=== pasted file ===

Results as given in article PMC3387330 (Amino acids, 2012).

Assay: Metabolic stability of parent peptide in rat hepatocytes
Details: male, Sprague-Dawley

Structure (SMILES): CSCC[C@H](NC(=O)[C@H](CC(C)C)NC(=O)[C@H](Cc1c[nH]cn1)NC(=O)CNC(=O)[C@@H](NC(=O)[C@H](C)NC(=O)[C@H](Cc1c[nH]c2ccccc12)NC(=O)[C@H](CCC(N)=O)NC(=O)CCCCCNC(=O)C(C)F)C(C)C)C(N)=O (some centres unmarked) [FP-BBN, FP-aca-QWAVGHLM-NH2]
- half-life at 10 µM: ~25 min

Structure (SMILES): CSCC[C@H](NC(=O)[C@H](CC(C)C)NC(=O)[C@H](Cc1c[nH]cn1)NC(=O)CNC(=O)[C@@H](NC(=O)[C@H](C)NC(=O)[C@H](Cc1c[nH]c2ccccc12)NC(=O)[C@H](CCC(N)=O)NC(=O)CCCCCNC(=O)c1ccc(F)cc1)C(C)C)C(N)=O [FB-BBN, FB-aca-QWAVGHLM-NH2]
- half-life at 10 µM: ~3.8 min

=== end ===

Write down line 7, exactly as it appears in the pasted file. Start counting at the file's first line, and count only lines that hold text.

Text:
- half-life at 10 µM: ~3.8 min